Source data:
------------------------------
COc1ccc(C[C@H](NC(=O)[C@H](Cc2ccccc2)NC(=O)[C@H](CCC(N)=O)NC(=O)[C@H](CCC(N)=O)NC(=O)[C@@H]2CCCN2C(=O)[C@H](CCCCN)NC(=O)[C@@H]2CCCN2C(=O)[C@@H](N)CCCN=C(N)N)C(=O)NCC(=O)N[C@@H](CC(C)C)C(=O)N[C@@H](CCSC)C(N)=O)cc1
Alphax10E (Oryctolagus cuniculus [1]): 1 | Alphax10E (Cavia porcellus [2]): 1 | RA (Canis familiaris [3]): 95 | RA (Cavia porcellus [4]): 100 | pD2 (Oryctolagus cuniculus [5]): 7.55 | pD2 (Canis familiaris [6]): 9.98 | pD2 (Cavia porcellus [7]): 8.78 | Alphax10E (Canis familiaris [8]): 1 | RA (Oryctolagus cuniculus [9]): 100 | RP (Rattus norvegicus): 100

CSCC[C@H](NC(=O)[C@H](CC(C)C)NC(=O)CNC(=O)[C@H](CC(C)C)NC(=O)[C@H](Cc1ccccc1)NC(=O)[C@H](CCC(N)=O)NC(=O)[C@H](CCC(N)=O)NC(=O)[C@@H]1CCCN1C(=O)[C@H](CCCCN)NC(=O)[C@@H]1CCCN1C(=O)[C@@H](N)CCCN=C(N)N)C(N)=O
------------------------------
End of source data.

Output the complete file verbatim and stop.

COc1ccc(C[C@H](NC(=O)[C@H](Cc2ccccc2)NC(=O)[C@H](CCC(N)=O)NC(=O)[C@H](CCC(N)=O)NC(=O)[C@@H]2CCCN2C(=O)[C@H](CCCCN)NC(=O)[C@@H]2CCCN2C(=O)[C@@H](N)CCCN=C(N)N)C(=O)NCC(=O)N[C@@H](CC(C)C)C(=O)N[C@@H](CCSC)C(N)=O)cc1
Alphax10E (Oryctolagus cuniculus [1]): 1 | Alphax10E (Cavia porcellus [2]): 1 | RA (Canis familiaris [3]): 95 | RA (Cavia porcellus [4]): 100 | pD2 (Oryctolagus cuniculus [5]): 7.55 | pD2 (Canis familiaris [6]): 9.98 | pD2 (Cavia porcellus [7]): 8.78 | Alphax10E (Canis familiaris [8]): 1 | RA (Oryctolagus cuniculus [9]): 100 | RP (Rattus norvegicus): 100

CSCC[C@H](NC(=O)[C@H](CC(C)C)NC(=O)CNC(=O)[C@H](CC(C)C)NC(=O)[C@H](Cc1ccccc1)NC(=O)[C@H](CCC(N)=O)NC(=O)[C@H](CCC(N)=O)NC(=O)[C@@H]1CCCN1C(=O)[C@H](CCCCN)NC(=O)[C@@H]1CCCN1C(=O)[C@@H](N)CCCN=C(N)N)C(N)=O